The Jenkins girls didn't need to know what made their elderly neighbor so extraordinary. They would learn that in time. For now it was more than enough just to feel the love.
Evalyn Gullstrand celebrated their births and early milestones, the first steps, first birthdays. As soon as they could talk, Tori and Olivia called her "Gully,'' which suited her fine.
She especially enjoyed Halloween when the girls' parents, Debby and Rich Jenkins, brought them by to show off their costumes. Gully clapped and cheered and hugged.
Eight years ago, Gully turned 89 and decided it would be best to leave her daughter Jeanne Bles' home in Hudson and move to an adult living facility. The Jenkins family not only kept in regular contact, but they also used the occasion to begin a tradition.
Debby wanted Gully to continue the joy of seeing the girls in their Halloween costumes, so she took them over to the Amberwood home on State Road 52 along with candy to pass out to the residents.
"When we saw the happiness that the children brought in the short visit, we decided we should do it again the next year,'' Debby recalled.
Gully moved to Atria Baypoint Village, and the Jenkins family followed even after moving several miles south to Trinity four years ago. They invited more children, who delighted the residents with costumes, candy and enthusiasm. Debby gave the event a name: "Reverse Trick or Treat.''
"It was a great way to teach the children about the joys of giving,'' she said, "not just receiving.''
As Tori and Olivia grew, they understood more why everyone thought Gully was so special. They thought it so cool that she could zip down the hallways behind her silver walker, faster than any of the other residents. They learned of her selfless history.
Gully grew up in Michigan poor like most everybody else of her generation. After high school, she worked as a house maid for a wealthy family in Flint. In 1936, she married Wendell, a factory worker for Buick.
A car accident left Wendell with crippling injuries and in January 1961 they moved into a mobile home in New Port Richey. Gully cared for her husband and kept him as physically fit as possible with daily dips in the Gulf of Mexico or the Pithlachascotee River. She pinched their pennies, made her own pasta noodles and bread. She sewed quilts and all their clothing. She mowed the yard, trimmed the trees, fixed appliances, cleaned the house. She made time to volunteer for several years at the senior center in New Port Richey.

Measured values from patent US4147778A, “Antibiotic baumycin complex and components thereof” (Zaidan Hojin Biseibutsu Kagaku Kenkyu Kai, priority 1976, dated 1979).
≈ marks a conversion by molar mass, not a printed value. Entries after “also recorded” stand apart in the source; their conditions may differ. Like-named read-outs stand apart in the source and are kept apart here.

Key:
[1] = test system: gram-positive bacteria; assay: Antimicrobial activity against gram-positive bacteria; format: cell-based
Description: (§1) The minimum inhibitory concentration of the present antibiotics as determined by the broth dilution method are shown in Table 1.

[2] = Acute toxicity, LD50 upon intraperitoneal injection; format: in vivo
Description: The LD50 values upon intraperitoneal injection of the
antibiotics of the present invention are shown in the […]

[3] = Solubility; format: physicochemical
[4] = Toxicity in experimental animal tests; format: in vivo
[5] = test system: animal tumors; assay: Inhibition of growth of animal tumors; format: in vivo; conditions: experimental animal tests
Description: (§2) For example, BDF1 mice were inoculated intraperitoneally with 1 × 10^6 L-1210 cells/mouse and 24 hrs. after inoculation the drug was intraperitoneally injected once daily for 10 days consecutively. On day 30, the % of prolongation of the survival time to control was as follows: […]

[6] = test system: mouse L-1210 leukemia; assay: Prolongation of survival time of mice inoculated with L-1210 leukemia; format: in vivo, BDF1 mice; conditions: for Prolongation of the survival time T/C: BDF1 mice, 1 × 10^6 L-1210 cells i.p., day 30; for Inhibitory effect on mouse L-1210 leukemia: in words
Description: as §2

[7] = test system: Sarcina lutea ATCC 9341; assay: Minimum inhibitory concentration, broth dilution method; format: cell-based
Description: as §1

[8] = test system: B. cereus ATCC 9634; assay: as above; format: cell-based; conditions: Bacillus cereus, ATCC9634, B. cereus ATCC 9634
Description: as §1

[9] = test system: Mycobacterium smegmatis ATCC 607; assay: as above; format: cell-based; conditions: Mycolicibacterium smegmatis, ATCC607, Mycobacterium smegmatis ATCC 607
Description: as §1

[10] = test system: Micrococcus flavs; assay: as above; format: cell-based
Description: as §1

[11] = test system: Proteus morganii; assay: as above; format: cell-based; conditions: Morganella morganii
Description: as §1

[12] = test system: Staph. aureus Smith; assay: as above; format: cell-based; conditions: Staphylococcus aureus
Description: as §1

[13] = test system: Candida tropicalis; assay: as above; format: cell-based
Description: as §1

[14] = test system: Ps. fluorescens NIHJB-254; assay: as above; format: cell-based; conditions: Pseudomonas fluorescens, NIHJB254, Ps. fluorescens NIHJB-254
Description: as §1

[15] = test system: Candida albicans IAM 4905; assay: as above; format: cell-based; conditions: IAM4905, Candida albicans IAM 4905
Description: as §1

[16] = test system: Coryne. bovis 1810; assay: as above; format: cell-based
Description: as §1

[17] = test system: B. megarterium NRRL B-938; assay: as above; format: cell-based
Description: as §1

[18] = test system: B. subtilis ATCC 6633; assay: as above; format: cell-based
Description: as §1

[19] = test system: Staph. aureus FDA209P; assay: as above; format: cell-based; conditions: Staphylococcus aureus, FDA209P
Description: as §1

Wendell died in 1985, but Gully continued as a caregiver for her widowed mother until she died in 1995 at age 94.
"She took care of everybody and never once complained or stopped smiling,'' her daughter said. "I never saw her angry or impatient.''
Two years ago, she seemed to be failing and doctors moved her to hospice care. "She supposedly had 24 hours to live,'' her daughter said, "but she fooled them.''
Gully entered the Bear Creek nursing home, the same place her mother had spent her final days.
By now, the Reverse Trick or Treat had grown to more than 30 kids, including Tori and Olivia's friends from Seven Springs Middle and Trinity Elementary schools. After they gave out candy at Atria, the Jenkins girls walked next door to Bear Creek to be with Gully.
A few weeks ago, costumed kids converged once again on Atria Baypoint Village. This time the group swelled to 50, including several foster children. Rich, a licensed coordinator for foster families through his job at Eckerd, made the arrangements. Tori, 13, dressed as a surfer; Olivia, 9, a raccoon.
This time, they didn't make it over to Bear Creek. Gully had taken a spill a few days earlier and had bruised her face. Debby didn't want her daughters to see her that way, knowing they would be upset. They would visit her when she felt better.
Five days later, Gully died in her sleep.
Rich posted this on his Facebook page:
"Today I saw my daughters cry. And I was proud. They wept over the passing of a woman who was nearly 90 years their senior … They shared secrets, holidays and birthdays with Gully. They marveled at the stories she told about her own youth. My children learned from her that it is okay to be elderly. They learned kindness and they learned dignity. I was unaware of how deeply they truly cared for Gully and how much she had touched their little lives until this morning. I saw my daughters cry. And I was proud.''
The Halloween tradition will go on, Debby Jenkins promised.
"I'd like to see it spread to other assisted-living facilities,'' she said. "I know this: Gully's spirit will live on. She remains part of us.''